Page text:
Children's Development Birth to Two Months (page 2)
While reading this information, please keep in mind that all children are unique. While the sequence of development is practically the same for all children (for example, most children learn to crawl before they learn to walk), each child's rate of development is different. There is a wide variation in normal development. Some children reach developmental milestones earlier than others. Some reach them later than others. Rarely does a delay in reaching a developmental milestone mean that there is a problem. In most cases, delays turn out to be normal. Remember that premature infants generally reach developmental milestones later than other infants of the same birth age. Parents with any questions or concerns about their children's development should contact their children's health care provider.
Newborn infants do not usually resemble the dimpled, softly rounded bundles that are often seen in television commercials. Many parents are surprised when they are presented with a wrinkled, puffy faced, lumpy headed, oddly colored, crooked shaped little creature. The infants shown in most television commercials are in fact closer to five or six months in age. New parents, thus, should not expect their newborns to be raving beauties.
The average sleeping time for babies during their first month of life is 16-1/2 hours, taken in 7 to 8 daily naps. It is important for parents to remember that 16-1/2 hours is an average, and the hours infants sleep can range from eight hours a day to almost 24 hours a day. Babies who sleep more or less than average are just as normal as the ones who sleep the average of 16-1/2 hours per day. It seems that some babies, like adults, appear to need more sleep than others, and some less.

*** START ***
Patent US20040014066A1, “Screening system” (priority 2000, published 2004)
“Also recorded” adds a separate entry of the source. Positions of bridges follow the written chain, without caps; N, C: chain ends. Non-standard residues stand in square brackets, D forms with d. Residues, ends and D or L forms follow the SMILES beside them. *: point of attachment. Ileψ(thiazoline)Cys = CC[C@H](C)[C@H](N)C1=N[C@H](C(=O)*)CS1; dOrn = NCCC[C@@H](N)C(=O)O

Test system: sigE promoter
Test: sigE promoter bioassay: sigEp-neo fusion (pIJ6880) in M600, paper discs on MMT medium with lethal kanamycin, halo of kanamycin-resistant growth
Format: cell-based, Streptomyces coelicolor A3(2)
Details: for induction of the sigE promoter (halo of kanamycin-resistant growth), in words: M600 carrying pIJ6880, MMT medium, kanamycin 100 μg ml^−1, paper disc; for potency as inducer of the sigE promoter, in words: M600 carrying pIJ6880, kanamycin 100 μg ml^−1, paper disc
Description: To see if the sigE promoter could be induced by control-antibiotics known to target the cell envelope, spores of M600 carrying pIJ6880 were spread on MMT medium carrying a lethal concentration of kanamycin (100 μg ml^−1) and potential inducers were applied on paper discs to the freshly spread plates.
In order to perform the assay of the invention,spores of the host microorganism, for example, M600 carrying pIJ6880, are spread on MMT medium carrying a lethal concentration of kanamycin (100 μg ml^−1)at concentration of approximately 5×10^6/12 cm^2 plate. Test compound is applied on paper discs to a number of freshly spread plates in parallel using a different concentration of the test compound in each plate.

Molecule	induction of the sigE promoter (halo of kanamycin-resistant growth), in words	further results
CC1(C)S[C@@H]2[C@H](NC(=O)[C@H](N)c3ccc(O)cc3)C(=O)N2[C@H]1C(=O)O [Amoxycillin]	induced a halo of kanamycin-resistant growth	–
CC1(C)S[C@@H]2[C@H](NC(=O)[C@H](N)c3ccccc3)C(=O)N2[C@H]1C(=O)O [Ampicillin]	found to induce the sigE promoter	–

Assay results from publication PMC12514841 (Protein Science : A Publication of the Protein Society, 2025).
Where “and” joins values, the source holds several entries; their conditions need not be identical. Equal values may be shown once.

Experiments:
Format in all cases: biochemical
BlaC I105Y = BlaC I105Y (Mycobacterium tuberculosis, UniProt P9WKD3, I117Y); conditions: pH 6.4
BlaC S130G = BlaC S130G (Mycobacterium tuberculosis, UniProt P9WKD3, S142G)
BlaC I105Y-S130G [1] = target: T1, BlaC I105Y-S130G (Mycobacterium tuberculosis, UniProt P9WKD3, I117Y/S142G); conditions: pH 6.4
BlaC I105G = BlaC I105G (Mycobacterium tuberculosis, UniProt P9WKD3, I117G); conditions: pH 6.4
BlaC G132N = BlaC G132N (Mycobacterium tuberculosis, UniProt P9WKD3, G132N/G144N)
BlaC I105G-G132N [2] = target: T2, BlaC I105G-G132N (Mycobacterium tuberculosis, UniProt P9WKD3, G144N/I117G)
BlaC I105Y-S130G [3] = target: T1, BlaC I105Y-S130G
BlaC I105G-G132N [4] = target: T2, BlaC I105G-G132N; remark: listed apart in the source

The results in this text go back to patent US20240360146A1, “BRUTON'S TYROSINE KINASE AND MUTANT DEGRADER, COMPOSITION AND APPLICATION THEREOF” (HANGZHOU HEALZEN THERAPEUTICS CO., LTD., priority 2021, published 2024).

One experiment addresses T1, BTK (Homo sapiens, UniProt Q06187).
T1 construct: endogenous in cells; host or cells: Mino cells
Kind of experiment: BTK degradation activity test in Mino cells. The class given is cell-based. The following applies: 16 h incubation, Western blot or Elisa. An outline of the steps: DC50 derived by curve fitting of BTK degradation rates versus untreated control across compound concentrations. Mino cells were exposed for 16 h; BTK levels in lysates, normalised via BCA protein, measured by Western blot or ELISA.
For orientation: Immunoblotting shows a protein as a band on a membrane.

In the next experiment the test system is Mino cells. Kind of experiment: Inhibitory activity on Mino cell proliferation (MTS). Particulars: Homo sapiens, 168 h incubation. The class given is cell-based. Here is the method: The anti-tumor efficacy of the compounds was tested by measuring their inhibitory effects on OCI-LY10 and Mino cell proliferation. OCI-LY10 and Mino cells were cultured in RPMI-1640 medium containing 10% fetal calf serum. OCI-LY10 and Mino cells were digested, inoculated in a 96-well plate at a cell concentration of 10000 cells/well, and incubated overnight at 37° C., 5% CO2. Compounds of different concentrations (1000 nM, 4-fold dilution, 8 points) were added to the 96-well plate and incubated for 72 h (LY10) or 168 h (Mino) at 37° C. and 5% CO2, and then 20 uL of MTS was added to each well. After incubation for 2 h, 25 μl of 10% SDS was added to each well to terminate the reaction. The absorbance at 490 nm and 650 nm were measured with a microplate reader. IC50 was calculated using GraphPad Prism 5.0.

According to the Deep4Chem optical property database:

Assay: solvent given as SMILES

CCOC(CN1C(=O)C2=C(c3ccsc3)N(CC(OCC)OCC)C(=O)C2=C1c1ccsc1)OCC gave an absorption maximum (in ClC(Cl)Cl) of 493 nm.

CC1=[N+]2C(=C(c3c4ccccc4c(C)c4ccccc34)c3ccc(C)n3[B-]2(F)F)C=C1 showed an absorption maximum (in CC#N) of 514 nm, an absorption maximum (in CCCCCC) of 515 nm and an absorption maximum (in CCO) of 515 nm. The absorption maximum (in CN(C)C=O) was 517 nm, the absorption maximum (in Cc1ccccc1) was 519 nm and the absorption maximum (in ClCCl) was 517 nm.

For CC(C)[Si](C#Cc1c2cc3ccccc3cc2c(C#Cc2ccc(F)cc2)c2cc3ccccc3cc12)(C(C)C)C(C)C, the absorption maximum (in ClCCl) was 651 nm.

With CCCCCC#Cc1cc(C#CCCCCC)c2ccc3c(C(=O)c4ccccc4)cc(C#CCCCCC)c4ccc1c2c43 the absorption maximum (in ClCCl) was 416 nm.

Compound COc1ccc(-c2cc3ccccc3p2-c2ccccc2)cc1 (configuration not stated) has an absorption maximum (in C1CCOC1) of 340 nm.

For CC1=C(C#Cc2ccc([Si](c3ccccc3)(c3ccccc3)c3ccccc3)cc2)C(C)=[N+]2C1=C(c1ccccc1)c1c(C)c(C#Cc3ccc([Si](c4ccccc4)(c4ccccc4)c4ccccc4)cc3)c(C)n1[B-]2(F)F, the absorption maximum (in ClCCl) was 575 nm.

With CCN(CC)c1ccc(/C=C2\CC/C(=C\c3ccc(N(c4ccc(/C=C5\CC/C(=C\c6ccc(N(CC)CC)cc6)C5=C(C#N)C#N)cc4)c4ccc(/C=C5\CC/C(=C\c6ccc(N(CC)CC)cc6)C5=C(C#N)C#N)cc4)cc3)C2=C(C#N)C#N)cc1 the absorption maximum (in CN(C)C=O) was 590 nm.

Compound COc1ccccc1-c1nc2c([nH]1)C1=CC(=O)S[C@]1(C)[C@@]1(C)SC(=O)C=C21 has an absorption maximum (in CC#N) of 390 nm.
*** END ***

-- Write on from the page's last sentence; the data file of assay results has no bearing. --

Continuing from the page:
Newborn babies may frequently appear to be in a twilight state between sleeping and waking. During the first months, most infants are alert about one out of every ten hours. Many babies during this early phase of life do not follow a rigid schedule. Daily patterns of sleeping, crying, and eating will probably be very disorganized and unpredictable.
During the first week of life most infants require about seven to eight feedings per day. By the end of the first month, the frequency of feedings will decrease to about five to six daytime feedings and two night feedings.
During the first week of life, most infants will move their bowels often and sporadically, but by the end of the first month, bowel movements will occur about three to four times per day.
At birth newborns are especially sensitive to the sights and sounds of other human beings. For most infants, their senses are working at birth, but not as completely and accurately as an adult’s.
- Vision. Vision is a very important sense in the developing infant. Intellectual development and learning begin with eye contact and visual tracking. At birth, infants have blurred vision, but by the end of the first month, they can see their parents’ faces and distinct patterns. During the first month of life, infants learn to focus at a distance of 8-10 inches. At one month of age, infants are able to follow objects with their eyes, and by two months they will prefer to look at people rather than objects. At this time, infants are able to watch a person alertly and directly, and they will be able to follow a moving person with their eyes.